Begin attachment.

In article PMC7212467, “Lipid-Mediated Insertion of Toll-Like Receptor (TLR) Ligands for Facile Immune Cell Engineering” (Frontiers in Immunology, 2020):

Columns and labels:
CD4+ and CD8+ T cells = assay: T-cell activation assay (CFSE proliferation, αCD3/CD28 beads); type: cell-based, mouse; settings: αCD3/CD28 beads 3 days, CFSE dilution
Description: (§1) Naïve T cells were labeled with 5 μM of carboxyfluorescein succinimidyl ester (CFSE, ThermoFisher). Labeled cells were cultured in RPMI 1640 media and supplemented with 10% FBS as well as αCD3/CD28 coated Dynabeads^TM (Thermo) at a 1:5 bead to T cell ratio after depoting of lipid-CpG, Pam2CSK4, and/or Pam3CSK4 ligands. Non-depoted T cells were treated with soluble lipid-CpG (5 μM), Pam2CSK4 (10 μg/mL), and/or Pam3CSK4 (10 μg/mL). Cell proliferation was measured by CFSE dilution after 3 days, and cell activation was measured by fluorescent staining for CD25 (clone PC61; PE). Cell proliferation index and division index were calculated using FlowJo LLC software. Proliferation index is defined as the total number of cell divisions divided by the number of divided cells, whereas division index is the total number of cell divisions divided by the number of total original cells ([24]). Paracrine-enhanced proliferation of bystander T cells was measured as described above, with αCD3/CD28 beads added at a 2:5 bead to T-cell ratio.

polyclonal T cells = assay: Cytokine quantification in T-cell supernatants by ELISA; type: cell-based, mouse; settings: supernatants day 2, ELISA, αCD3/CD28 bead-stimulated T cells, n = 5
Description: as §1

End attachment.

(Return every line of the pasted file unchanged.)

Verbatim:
In article PMC7212467, “Lipid-Mediated Insertion of Toll-Like Receptor (TLR) Ligands for Facile Immune Cell Engineering” (Frontiers in Immunology, 2020):

Columns and labels:
CD4+ and CD8+ T cells = assay: T-cell activation assay (CFSE proliferation, αCD3/CD28 beads); type: cell-based, mouse; settings: αCD3/CD28 beads 3 days, CFSE dilution
Description: (§1) Naïve T cells were labeled with 5 μM of carboxyfluorescein succinimidyl ester (CFSE, ThermoFisher). Labeled cells were cultured in RPMI 1640 media and supplemented with 10% FBS as well as αCD3/CD28 coated Dynabeads^TM (Thermo) at a 1:5 bead to T cell ratio after depoting of lipid-CpG, Pam2CSK4, and/or Pam3CSK4 ligands. Non-depoted T cells were treated with soluble lipid-CpG (5 μM), Pam2CSK4 (10 μg/mL), and/or Pam3CSK4 (10 μg/mL). Cell proliferation was measured by CFSE dilution after 3 days, and cell activation was measured by fluorescent staining for CD25 (clone PC61; PE). Cell proliferation index and division index were calculated using FlowJo LLC software. Proliferation index is defined as the total number of cell divisions divided by the number of divided cells, whereas division index is the total number of cell divisions divided by the number of total original cells ([24]). Paracrine-enhanced proliferation of bystander T cells was measured as described above, with αCD3/CD28 beads added at a 2:5 bead to T-cell ratio.

polyclonal T cells = assay: Cytokine quantification in T-cell supernatants by ELISA; type: cell-based, mouse; settings: supernatants day 2, ELISA, αCD3/CD28 bead-stimulated T cells, n = 5
Description: as §1